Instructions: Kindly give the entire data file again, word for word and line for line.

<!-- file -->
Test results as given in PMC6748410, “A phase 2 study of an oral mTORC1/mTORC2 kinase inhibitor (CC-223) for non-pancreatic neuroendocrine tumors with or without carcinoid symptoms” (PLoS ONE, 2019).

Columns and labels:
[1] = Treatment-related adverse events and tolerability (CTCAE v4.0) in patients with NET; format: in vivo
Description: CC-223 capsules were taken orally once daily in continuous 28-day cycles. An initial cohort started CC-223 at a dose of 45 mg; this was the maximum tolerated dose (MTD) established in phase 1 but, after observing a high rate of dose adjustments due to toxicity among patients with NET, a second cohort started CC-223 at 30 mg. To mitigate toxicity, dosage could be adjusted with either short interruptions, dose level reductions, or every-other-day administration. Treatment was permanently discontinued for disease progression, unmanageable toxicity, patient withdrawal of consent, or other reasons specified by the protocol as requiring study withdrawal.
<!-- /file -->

Test results as given in PMC6748410, “A phase 2 study of an oral mTORC1/mTORC2 kinase inhibitor (CC-223) for non-pancreatic neuroendocrine tumors with or without carcinoid symptoms” (PLoS ONE, 2019).

Columns and labels:
[1] = Treatment-related adverse events and tolerability (CTCAE v4.0) in patients with NET; format: in vivo
Description: CC-223 capsules were taken orally once daily in continuous 28-day cycles. An initial cohort started CC-223 at a dose of 45 mg; this was the maximum tolerated dose (MTD) established in phase 1 but, after observing a high rate of dose adjustments due to toxicity among patients with NET, a second cohort started CC-223 at 30 mg. To mitigate toxicity, dosage could be adjusted with either short interruptions, dose level reductions, or every-other-day administration. Treatment was permanently discontinued for disease progression, unmanageable toxicity, patient withdrawal of consent, or other reasons specified by the protocol as requiring study withdrawal.